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Wind ordinance review continues; Several areas of disagreement remain

The Henry County Commissioners continued the process of reviewing the county’s Wind Energy Conversion System (WECS) ordinance during a specially-called meeting Thursday night at the W.G. Smith Building in Memorial Park. It was the third such meeting held in recent weeks.

Commissioners Butch Baker, Kim Cronk and Ed Yanos were joined by concerned citizens Gary Rodgers and Rosalind Richey, who have helped lead the opposition to the development of “wind farms” in Henry County, and David Chambers and Amy Cornell. Chambers is a Harrison Township resident with an interest in placing an industrial wind turbine on his property and Cornell is an attorney representing a group of southern Henry County residents also in favor of wind farm development.

The group spent nearly three hours going over the county’s current WECS ordinance, which is nearly 20 printed pages long, line by line, in an effort to find areas where the two sides agree, disagree and to identify those areas where the two sides can compromise. When it was all said and done, a great deal of disagreement remained.

Commissioner Cronk noted the current WECS ordinance dates back to 2009 and that since then, new information about the effect large wind turbines have on nearby property owners has come to light.

“We’re reviewing the turbine ordinance to see if there are any changes or enhancements that need to be done to the ordinance to bring us up to date to the new standards that have been put into place,” Cronk said. “There’s many many varied opinions, and we know that, and it’s difficult to do.”

Chambers and Cornell made it clear they favor leaving the current WECS ordinance as is.

Rodgers and Richey, on the other hand, expressed concerns about a myriad of issues including the noise the turbines make, setback distances and how they are measured, whether or not public hearings should be required for turbine related requests, damage to local roads and drainage infrastructure during the construction process, wind farm impact on nearby property values, light pollution from turbine beacons, training for area fire departments, and more.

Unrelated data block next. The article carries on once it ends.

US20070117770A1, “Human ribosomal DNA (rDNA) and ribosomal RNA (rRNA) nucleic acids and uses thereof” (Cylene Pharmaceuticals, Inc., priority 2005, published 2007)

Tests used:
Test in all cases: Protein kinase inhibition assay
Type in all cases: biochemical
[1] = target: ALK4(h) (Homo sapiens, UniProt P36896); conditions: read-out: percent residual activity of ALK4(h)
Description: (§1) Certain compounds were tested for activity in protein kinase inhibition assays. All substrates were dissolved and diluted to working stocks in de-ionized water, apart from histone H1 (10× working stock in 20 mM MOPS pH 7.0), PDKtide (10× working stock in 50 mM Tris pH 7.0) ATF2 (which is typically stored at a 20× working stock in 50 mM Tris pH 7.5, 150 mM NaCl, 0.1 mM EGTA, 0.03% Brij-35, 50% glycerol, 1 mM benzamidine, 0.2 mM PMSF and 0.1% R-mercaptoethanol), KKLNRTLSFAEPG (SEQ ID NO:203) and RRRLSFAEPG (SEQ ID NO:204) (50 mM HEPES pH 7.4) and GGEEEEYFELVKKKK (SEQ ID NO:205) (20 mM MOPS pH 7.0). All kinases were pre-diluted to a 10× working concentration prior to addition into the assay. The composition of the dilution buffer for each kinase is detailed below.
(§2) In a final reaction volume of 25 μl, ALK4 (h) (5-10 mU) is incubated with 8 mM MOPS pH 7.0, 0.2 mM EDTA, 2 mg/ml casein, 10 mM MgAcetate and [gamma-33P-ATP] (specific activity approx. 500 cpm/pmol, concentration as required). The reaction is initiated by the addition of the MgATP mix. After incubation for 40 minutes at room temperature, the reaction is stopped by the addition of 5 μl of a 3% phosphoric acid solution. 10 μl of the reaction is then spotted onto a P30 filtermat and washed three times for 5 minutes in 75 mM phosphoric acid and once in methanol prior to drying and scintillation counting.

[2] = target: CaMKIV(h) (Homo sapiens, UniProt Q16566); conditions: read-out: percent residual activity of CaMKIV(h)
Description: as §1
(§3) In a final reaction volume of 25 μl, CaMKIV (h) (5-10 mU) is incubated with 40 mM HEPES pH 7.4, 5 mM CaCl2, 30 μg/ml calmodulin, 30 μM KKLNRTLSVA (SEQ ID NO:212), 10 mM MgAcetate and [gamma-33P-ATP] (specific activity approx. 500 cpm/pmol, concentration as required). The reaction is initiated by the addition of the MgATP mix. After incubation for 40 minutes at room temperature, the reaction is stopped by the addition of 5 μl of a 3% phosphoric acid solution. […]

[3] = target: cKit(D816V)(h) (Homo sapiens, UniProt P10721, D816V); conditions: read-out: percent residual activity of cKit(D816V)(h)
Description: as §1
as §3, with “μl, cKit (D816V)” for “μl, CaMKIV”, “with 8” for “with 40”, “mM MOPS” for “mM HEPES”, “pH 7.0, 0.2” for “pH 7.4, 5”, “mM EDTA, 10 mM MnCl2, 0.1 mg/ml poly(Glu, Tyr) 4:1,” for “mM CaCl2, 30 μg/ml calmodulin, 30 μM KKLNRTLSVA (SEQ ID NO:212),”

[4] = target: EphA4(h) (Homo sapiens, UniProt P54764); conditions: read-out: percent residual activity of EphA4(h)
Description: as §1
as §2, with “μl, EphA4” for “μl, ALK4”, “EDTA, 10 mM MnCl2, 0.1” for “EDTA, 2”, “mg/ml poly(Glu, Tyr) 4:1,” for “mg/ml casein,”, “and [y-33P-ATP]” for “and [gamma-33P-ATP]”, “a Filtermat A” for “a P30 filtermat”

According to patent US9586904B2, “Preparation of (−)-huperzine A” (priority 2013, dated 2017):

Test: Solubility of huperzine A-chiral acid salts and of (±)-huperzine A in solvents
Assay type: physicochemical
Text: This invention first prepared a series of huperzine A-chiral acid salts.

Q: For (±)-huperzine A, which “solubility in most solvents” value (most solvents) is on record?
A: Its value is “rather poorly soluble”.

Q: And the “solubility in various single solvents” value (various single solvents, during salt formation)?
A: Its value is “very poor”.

Just a few minutes into the process, Cornell took exception to language in the ordinance regarding the measurement of low frequency sound said to be created by the turbines.

“Industry literature shows that low-frequency noise is not an issue for wind farms and anything that low is usually naturally occurring, such as the wind itself,” Cornell said.

“I would contend that last statement is patently false,” Rodgers said. “It is a lie, a lie, a lie! The big issue that we’re worried about is low frequency noise, because that’s what’s causing a lot of the problems in places where industrial wind turbines have been put into place.”

That exchange helped set the tone for the remainder of the meeting.
Protecting the safety, health and well being of Henry County residents was a frequent theme expressed by Rodgers and Richey.

After approximately an hour of continued ordinance review, Rodgers and Richey pointed out they have been making suggestions regarding changes needed to the ordinance, but have not been getting feedback or counterproposals from the pro wind side. Cornell said she and her clients don’t want the ordinance changed, so the responsibility for justifying any changes is on those who want changes made.

The process continued, with Rodgers and Richey suggesting the commissioners look at data from various sources that shows there are problems associated with industrial wind turbines when they are located in close proximity to people.

“You are obligated, as officials of the county, to protect the health and safety and general welfare of the people of Henry County,” Richey said.

At the conclusion of Thursday’s meeting many areas of disagreement remained, though Cronk shared his belief it was productive.

“We were able to continue the process of receiving input from both sides to see if we could come up with any further agreements, which we did some,” Cronk said. “We’re at the point now where we know the areas where there are disagreements. We, the commissioners, can now research even further and try to come up with an agreement regarding any changes to the ordinance or if we don’t want to make changes to the ordinance.”

Any changes proposed will be reviewed by the county attorney and an attorney employed by the county who specializes in this area. After any proposed changes have been cleared by the attorneys the amended ordinance will be forwarded to the Henry County Planning Commission, which will have the option of approving proposed changes, opposing proposed changes, or not acting on the measure.

Ultimately, it is the commissioners’ responsibility to make any changes to the WECS ordinance they feel are in the best interest of the citizens of Henry County.

Cronk said he is hopeful any revisions made to the ordinance will have been reviewed and approved by the county’s legal team by December, but said it will more likely be January or February before the process reaches that point.